- Keep a food diary — this is a great tool to help you stay on track. It’s also symbolic of the fact that you are in charge. Make sure to include exercise in your checklist too. This is a great way to gain control and not weight.
- Don’t deny yourself — a little of what you fancy does you good. Saying that you will never eat chocolate or chips again is a waste of time, who wants to live like that. Healthy weight maintenance is about balance in all things, not denial. If you’re feeling tired or hungry all the time you may need to re-evaluate your dietary plan. If you listen to your body, you’ll find you can distinguish between real hunger and emotional need.
- Don’t beat yourself up. For the love of god if you put on a little weight one week, it’s not the end of the world. Simply refocus and get back to it.
- Keep your original goals in mind. Why did you want to lose weight in the first place? If you find yourself straying remember your initial inspiration. Keeping a journal is a great way to reflect on your goals and give yourself a subtle kick when you need it. Try to work out specifically what situations cause you to move away from your healthy lifestyle and then work on strategies to help eliminate or manage these challenges. Knowing and understanding your barriers to health is the best way to keep track in the long term.
- Learn to handle stress without turning to food. The things that can lead to weight regain are the stressful events in our lives. When life throws one of those curveballs staying in control can be a big challenge.
- Don’t skip meals or allow yourself to get too hungry. Eat regular meals so that binge eating attacks are kept at bay. Our willpower dissolves when we get too hungry and then we start making the unhealthy dietary choices.
- Keep moving. The more you move the more you will want to move.
Something I feel must be mentioned, whilst the food industry and clever marketing is helping us all get larger our perceptions regarding how we would like to look are also changing… and not in a good way. It seems that our perception of the ‘ideal’ body has changed significantly in the last 20 years. Size 10 used to be considered ‘perfect’, whereas now celebrities and models are regularly closer to size 6. It is not unusual to see size 10 women now termed ‘curvy’! — say what?! friggin crazy I know. Twenty years ago the average fashion model weighed 8% less than the average woman. Today, she weighs 23% less. Ten years ago plus-size models averaged between size 12 and 18. Today the majority of plus-size models on agency boards are between a size 6 and 14. Most runway models meet the Body Mass Index physical criteria for anorexia, now please tell me how this is a healthy message for any women. 50% of women today wear a size 14 or larger, but most standard clothing outlets cater to sizes 14 or smaller.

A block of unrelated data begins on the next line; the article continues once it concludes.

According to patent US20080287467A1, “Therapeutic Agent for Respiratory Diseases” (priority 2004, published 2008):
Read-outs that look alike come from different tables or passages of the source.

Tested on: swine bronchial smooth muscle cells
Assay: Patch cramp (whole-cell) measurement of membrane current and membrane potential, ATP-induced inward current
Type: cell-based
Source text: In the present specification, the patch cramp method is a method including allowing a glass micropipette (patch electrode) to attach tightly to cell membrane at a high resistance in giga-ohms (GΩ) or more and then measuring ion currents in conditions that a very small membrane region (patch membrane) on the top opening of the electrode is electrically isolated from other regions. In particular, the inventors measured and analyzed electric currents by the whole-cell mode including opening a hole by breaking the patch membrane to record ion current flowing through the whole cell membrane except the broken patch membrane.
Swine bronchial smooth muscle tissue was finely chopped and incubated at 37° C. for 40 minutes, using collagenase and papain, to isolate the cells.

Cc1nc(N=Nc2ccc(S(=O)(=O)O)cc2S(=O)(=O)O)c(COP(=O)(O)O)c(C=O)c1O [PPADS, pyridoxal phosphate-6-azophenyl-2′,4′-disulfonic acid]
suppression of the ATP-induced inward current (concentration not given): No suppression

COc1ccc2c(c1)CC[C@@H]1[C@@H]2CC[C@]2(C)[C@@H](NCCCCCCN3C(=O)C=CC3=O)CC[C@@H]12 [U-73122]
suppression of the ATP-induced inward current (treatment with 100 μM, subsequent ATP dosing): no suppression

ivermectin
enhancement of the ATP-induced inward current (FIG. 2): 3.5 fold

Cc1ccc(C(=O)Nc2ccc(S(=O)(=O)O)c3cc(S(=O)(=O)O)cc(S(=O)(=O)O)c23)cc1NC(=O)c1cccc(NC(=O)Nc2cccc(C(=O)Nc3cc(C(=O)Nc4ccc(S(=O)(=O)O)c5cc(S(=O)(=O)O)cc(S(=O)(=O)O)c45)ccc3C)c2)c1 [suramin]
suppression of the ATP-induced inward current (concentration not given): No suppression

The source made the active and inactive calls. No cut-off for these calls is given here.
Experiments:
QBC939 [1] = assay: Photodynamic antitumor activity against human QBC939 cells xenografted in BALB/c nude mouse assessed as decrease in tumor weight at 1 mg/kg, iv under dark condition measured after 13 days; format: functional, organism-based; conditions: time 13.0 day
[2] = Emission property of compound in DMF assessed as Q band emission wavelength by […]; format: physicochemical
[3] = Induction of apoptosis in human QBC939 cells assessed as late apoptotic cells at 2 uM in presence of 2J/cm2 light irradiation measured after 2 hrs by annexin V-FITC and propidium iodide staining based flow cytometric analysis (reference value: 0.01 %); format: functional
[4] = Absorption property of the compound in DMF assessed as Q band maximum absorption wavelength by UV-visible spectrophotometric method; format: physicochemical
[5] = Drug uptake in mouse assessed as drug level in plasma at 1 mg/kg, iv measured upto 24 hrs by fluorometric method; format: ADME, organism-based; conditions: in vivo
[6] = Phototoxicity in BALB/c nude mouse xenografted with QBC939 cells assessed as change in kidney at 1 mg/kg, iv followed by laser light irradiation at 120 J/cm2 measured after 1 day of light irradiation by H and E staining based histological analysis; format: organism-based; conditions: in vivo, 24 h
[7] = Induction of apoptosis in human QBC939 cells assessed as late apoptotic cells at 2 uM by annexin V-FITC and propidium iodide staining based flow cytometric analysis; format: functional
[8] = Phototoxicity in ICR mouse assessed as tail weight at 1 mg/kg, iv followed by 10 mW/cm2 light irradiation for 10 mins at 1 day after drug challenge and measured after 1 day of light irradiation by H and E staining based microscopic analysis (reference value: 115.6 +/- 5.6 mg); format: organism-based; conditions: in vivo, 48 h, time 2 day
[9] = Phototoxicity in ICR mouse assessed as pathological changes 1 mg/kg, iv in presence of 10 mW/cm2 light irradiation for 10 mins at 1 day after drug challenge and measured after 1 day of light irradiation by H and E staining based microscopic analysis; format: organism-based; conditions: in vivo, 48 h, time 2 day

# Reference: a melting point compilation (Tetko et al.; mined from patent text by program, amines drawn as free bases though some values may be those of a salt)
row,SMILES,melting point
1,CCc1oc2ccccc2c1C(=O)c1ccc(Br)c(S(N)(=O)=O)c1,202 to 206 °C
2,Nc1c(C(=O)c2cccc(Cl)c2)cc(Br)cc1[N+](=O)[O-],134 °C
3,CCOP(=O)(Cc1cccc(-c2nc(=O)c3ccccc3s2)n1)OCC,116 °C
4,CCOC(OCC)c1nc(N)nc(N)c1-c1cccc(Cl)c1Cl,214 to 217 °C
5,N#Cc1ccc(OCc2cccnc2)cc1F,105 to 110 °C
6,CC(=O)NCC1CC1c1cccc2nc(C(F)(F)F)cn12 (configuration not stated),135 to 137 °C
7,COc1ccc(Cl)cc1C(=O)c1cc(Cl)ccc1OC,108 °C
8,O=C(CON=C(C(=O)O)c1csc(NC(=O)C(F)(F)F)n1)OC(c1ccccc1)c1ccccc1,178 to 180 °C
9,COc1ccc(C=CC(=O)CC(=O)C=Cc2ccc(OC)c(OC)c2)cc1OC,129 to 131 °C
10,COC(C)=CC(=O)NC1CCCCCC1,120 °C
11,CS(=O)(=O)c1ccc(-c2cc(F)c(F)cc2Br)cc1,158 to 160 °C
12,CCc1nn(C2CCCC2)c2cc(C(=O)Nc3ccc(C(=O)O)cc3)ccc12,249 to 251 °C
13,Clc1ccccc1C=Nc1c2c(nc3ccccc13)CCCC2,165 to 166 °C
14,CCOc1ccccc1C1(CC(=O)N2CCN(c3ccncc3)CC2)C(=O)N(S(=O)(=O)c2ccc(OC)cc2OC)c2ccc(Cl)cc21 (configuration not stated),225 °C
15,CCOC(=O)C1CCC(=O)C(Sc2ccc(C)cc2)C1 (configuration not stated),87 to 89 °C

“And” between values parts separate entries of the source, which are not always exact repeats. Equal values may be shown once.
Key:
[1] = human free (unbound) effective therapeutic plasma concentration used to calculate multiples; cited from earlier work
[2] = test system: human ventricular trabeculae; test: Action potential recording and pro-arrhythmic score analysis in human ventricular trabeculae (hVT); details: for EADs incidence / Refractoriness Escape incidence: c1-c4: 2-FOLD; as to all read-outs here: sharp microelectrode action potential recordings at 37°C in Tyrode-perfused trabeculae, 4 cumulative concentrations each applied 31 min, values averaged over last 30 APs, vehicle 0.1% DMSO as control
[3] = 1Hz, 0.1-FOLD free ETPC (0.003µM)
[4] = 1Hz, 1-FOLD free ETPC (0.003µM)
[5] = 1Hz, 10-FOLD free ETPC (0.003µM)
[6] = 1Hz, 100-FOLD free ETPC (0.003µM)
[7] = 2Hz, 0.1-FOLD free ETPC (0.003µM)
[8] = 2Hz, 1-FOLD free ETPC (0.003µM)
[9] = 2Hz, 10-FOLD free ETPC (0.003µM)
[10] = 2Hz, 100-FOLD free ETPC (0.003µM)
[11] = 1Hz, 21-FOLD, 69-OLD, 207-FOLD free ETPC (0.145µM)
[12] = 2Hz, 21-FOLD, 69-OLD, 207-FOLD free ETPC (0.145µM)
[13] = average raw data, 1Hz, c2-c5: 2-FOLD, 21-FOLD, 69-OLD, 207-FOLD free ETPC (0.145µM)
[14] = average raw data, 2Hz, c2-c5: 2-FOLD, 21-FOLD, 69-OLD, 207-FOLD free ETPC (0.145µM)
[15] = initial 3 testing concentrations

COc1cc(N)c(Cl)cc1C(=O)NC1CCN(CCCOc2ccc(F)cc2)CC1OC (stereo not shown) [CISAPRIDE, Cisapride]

Next time you are looking through a magazine and praying for the body of the models in there bear this in mind… they are probably wearing more Adobe Photoshop than Chanel! Make sure your weight loss goals are healthy and realistic, be kind to your beautiful body and fly the flag for real women!